Times reporter looks at issues affecting accuracy of different breast cancer tests
Pathologists should consider a recent story about breast cancer testing in the New York Times to be a warning flag, similar to the warning flags that the Coast Guard flies along the coast to warn of an approaching hurricane. The subject of the story was “unclear tests” used to identify whether a breast cancer patient is a candidate for certain therapeutic drugs.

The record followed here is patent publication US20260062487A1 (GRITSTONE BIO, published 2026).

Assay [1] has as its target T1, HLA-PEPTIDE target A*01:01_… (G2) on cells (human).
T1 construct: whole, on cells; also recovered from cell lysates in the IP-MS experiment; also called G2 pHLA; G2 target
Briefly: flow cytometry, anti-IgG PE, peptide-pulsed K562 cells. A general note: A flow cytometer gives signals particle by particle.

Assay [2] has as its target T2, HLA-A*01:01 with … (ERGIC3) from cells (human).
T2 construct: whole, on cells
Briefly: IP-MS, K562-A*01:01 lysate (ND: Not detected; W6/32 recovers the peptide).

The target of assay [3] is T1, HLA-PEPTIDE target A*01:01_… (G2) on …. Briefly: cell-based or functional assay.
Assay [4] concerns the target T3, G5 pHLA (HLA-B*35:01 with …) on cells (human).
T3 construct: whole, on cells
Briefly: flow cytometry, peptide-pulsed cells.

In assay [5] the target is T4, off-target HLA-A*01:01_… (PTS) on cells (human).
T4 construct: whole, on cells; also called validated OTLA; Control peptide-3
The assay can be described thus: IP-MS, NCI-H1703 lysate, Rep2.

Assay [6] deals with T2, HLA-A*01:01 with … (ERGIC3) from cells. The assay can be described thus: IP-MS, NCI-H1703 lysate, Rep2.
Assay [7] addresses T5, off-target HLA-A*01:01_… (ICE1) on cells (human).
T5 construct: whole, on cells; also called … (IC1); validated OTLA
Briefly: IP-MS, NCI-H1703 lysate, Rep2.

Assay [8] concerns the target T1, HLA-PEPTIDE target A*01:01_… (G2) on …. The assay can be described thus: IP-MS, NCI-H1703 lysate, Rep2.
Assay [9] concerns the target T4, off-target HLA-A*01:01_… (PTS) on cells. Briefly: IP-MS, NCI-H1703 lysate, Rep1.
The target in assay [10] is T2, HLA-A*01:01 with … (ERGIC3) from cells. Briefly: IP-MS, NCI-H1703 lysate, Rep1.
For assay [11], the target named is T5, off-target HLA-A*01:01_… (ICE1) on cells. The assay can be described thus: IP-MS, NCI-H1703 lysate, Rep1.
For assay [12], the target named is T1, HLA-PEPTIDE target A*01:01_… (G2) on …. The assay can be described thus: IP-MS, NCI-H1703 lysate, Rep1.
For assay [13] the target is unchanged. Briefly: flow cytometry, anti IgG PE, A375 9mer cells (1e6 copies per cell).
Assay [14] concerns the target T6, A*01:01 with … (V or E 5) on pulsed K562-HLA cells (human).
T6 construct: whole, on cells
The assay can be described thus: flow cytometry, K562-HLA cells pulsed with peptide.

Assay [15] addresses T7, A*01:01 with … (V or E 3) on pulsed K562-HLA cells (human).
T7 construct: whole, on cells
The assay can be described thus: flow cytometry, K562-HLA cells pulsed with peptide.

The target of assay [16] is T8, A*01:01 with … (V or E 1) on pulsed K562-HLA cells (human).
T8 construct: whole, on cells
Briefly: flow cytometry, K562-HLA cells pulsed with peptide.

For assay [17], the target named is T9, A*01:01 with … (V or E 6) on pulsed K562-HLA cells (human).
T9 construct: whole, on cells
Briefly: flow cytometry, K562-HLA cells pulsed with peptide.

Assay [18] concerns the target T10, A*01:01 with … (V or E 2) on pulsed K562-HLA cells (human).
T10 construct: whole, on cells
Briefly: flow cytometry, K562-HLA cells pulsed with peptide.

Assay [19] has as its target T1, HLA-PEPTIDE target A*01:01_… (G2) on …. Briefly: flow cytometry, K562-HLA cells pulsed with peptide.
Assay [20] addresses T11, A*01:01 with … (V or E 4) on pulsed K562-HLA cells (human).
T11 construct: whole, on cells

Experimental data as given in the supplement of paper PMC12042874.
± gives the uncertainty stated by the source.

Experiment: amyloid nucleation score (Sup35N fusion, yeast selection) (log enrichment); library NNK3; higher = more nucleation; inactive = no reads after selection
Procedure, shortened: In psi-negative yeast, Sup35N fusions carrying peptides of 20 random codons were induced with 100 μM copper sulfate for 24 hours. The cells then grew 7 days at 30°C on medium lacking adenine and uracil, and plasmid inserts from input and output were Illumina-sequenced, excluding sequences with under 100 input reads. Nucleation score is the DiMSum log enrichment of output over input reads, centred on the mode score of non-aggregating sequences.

The New York Times story was in response to the public release of new guidelines for processing specimens used in estrogen receptor and progesterone receptor (ER/PR) testing for breast cancer. The guidelines were announced by the College of American Pathologists and American Society of Clinical Oncology (ASCO) on April 19, 2010. One goal of the new guidelines is to improve “the accuracy of immunohistochemistry (IHC) testing for the expression status of estrogen (ER) and progesterone receptors (PgR) in breast cancer” as performed by the hundreds of anatomic pathology laboratories in the United States which perform ER and PR testing.